Strategic Europe continues its series devoted to explaining the foreign and security policy ambitions of the 28 EU member states. We have asked our contributors from each capital to give a candid assessment of their country’s perception of security and strategy, with a ranking on a scale from 0 (the laggards) to 5 (the ambitious). This week, the spotlight is on Hungary.
Many observers perceive the Hungarian government of Prime Minister Viktor Orbán to be a Russian Trojan horse inside the EU and NATO. However, on May 5, Russian President Vladimir Putin openly threatened Hungary, saying it could seriously harm the country’s economic interests if Budapest pulled out of an agreement for the Russian energy company Rosatom to expand Hungary’s Paks nuclear power plant. This declaration indicates that Hungary’s relationship with Russia is much more complex than simply a bond between a serf and his lord.
Hungary is caught in an increasingly unsustainable balancing act between the West and Russia, giving Hungarian foreign policy ambition a score of 2 out of 5. In general, foreign policy has not been a priority for the government in Budapest, with the sole exception of foreign trade. Attracting investment and business opportunities is becoming a key task, while classical diplomacy is being seriously downgraded, in terms of both resources and personnel. Now, the time is coming for Hungary to show its true colors.
Orbán himself might well be a Putinist. He is clearly attracted by authoritarian regimes, as he himself has declared several times, often with surprising openness. According to the recently published memoirs of Eleni Tsakopoulos Kounalakis, a former U.S. ambassador to Hungary, Orbán once told her: “All this talk about democracy is bullshit.”
However, being a Putinist is not the same as being a loyal Putin ally. In fact, Orbán has never been that. Since the beginning of his political career in the late 1980s until 2010, the Hungarian prime minister was one of Russia’s harshest critics throughout Central Europe.
Moreover, since Orbán came to power for the second time in 2010, and despite occasional diplomatic flirting, there has not been a single case in which Budapest would have preferred to follow Russia’s foreign and security policy interests over those of the West. In spite of his harsh criticism of the EU sanctions against Russia, Orbán did not in the end veto any of the measures. Nor did he block or weaken the decisions made at NATO’s September 2014 summit in Wales.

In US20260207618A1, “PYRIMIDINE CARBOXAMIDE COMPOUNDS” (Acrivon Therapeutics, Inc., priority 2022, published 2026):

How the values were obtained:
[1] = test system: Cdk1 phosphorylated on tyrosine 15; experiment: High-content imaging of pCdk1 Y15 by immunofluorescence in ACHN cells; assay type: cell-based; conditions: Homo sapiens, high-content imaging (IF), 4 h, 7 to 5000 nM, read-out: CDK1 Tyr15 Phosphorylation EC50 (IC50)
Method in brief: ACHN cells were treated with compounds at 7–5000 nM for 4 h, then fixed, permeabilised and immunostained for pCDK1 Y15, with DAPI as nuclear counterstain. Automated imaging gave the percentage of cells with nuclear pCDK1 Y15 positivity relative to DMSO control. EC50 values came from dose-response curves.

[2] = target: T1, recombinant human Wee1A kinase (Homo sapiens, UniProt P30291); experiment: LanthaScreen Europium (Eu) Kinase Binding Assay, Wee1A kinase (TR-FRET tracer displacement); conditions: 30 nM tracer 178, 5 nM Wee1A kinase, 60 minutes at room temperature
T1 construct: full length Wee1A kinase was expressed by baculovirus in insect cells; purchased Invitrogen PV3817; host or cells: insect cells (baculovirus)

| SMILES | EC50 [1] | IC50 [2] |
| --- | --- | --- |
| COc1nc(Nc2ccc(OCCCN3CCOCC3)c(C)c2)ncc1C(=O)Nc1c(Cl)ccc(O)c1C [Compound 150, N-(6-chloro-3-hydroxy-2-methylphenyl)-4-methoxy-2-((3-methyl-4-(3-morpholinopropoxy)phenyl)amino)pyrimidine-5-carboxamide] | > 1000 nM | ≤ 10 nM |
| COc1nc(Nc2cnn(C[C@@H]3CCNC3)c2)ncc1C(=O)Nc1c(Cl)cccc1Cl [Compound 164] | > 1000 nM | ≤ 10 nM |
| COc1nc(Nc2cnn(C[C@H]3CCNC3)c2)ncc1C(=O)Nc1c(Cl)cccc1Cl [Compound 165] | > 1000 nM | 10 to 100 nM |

In fact, the Hungarian government has been conducting a kind of multivectorial foreign policy based on maneuvering between the West and Russia. While Orbán is often critical of the EU, he is also well aware of the importance of EU funds in keeping the Hungarian economy afloat. Hence, he has never risked letting his occasional conflicts with Brussels endanger the continuous flow of EU money to Hungary. At the same time, the Orbán government has done its best to be a cooperative, reliable member of NATO to soften the criticism of Budapest coming from Washington.
As for Russia, the Orbán government has always perceived cooperation with Moscow as a project based purely on economic interests, not on any strategic commitment. Hungary’s energy dependency is crucial here: Russia is still a dominant source of Hungarian gas imports, and Hungary’s single Soviet-era nuclear power plant at Paks uses Russian fuel. By strengthening economic ties with Russia, Orbán intended to increase Budapest’s short-term political room for maneuver vis-à-vis Western partners, but without giving up Hungary’s profitable memberships in the EU and NATO.
#Orban has never been a loyal #Putin ally.Tweet This